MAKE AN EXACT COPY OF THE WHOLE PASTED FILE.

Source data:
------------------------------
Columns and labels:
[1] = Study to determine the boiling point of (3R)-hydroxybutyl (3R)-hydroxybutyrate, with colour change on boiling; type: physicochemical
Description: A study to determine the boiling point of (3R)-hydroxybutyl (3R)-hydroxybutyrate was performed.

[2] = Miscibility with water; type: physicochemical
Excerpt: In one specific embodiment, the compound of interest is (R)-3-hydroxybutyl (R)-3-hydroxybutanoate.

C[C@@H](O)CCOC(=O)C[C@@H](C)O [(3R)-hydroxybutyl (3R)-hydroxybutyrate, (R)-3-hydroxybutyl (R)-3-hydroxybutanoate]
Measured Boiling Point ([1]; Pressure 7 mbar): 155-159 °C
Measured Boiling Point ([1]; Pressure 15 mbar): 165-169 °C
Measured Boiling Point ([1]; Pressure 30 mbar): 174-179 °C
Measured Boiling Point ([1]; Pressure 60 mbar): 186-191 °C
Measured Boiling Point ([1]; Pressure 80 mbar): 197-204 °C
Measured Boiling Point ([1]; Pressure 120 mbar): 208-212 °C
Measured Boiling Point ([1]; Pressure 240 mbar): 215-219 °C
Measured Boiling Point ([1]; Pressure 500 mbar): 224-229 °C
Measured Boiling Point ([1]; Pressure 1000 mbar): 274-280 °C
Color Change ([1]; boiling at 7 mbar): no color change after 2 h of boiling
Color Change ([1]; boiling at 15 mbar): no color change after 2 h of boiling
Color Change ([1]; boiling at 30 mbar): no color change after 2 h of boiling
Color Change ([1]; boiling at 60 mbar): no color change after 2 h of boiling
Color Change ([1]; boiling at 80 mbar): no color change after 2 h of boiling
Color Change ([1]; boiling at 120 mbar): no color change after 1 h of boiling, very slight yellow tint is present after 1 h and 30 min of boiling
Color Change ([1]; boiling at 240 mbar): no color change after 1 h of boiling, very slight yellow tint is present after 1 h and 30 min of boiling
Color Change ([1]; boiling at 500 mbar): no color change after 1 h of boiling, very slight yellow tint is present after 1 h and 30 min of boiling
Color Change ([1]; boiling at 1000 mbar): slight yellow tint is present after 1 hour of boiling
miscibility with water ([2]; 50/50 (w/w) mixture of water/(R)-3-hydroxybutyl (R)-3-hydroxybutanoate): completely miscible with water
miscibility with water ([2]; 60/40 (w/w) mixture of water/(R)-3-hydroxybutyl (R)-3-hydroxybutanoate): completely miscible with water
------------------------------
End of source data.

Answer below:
Columns and labels:
[1] = Study to determine the boiling point of (3R)-hydroxybutyl (3R)-hydroxybutyrate, with colour change on boiling; type: physicochemical
Description: A study to determine the boiling point of (3R)-hydroxybutyl (3R)-hydroxybutyrate was performed.

[2] = Miscibility with water; type: physicochemical
Excerpt: In one specific embodiment, the compound of interest is (R)-3-hydroxybutyl (R)-3-hydroxybutanoate.

C[C@@H](O)CCOC(=O)C[C@@H](C)O [(3R)-hydroxybutyl (3R)-hydroxybutyrate, (R)-3-hydroxybutyl (R)-3-hydroxybutanoate]
Measured Boiling Point ([1]; Pressure 7 mbar): 155-159 °C
Measured Boiling Point ([1]; Pressure 15 mbar): 165-169 °C
Measured Boiling Point ([1]; Pressure 30 mbar): 174-179 °C
Measured Boiling Point ([1]; Pressure 60 mbar): 186-191 °C
Measured Boiling Point ([1]; Pressure 80 mbar): 197-204 °C
Measured Boiling Point ([1]; Pressure 120 mbar): 208-212 °C
Measured Boiling Point ([1]; Pressure 240 mbar): 215-219 °C
Measured Boiling Point ([1]; Pressure 500 mbar): 224-229 °C
Measured Boiling Point ([1]; Pressure 1000 mbar): 274-280 °C
Color Change ([1]; boiling at 7 mbar): no color change after 2 h of boiling
Color Change ([1]; boiling at 15 mbar): no color change after 2 h of boiling
Color Change ([1]; boiling at 30 mbar): no color change after 2 h of boiling
Color Change ([1]; boiling at 60 mbar): no color change after 2 h of boiling
Color Change ([1]; boiling at 80 mbar): no color change after 2 h of boiling
Color Change ([1]; boiling at 120 mbar): no color change after 1 h of boiling, very slight yellow tint is present after 1 h and 30 min of boiling
Color Change ([1]; boiling at 240 mbar): no color change after 1 h of boiling, very slight yellow tint is present after 1 h and 30 min of boiling
Color Change ([1]; boiling at 500 mbar): no color change after 1 h of boiling, very slight yellow tint is present after 1 h and 30 min of boiling
Color Change ([1]; boiling at 1000 mbar): slight yellow tint is present after 1 hour of boiling
miscibility with water ([2]; 50/50 (w/w) mixture of water/(R)-3-hydroxybutyl (R)-3-hydroxybutanoate): completely miscible with water
miscibility with water ([2]; 60/40 (w/w) mixture of water/(R)-3-hydroxybutyl (R)-3-hydroxybutanoate): completely miscible with water